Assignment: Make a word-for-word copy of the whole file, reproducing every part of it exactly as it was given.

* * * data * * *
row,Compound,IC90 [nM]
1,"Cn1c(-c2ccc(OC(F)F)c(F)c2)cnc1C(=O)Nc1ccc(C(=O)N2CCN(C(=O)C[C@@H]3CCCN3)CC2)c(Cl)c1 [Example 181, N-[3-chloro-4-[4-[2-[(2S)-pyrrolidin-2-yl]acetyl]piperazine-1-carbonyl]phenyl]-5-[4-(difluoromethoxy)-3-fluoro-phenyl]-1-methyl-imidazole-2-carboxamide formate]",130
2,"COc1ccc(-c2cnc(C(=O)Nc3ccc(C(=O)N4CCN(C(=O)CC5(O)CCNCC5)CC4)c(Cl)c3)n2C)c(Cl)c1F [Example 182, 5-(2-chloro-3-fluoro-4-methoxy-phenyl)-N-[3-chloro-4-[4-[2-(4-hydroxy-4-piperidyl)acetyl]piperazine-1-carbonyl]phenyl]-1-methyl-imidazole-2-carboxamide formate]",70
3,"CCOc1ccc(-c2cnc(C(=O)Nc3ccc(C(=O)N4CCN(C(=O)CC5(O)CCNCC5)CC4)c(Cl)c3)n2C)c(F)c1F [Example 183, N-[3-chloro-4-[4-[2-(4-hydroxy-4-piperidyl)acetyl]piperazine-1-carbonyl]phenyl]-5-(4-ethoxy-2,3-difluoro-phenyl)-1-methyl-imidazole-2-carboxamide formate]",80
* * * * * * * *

row,Compound,IC90 [nM]
1,"Cn1c(-c2ccc(OC(F)F)c(F)c2)cnc1C(=O)Nc1ccc(C(=O)N2CCN(C(=O)C[C@@H]3CCCN3)CC2)c(Cl)c1 [Example 181, N-[3-chloro-4-[4-[2-[(2S)-pyrrolidin-2-yl]acetyl]piperazine-1-carbonyl]phenyl]-5-[4-(difluoromethoxy)-3-fluoro-phenyl]-1-methyl-imidazole-2-carboxamide formate]",130
2,"COc1ccc(-c2cnc(C(=O)Nc3ccc(C(=O)N4CCN(C(=O)CC5(O)CCNCC5)CC4)c(Cl)c3)n2C)c(Cl)c1F [Example 182, 5-(2-chloro-3-fluoro-4-methoxy-phenyl)-N-[3-chloro-4-[4-[2-(4-hydroxy-4-piperidyl)acetyl]piperazine-1-carbonyl]phenyl]-1-methyl-imidazole-2-carboxamide formate]",70
3,"CCOc1ccc(-c2cnc(C(=O)Nc3ccc(C(=O)N4CCN(C(=O)CC5(O)CCNCC5)CC4)c(Cl)c3)n2C)c(F)c1F [Example 183, N-[3-chloro-4-[4-[2-(4-hydroxy-4-piperidyl)acetyl]piperazine-1-carbonyl]phenyl]-5-(4-ethoxy-2,3-difluoro-phenyl)-1-methyl-imidazole-2-carboxamide formate]",80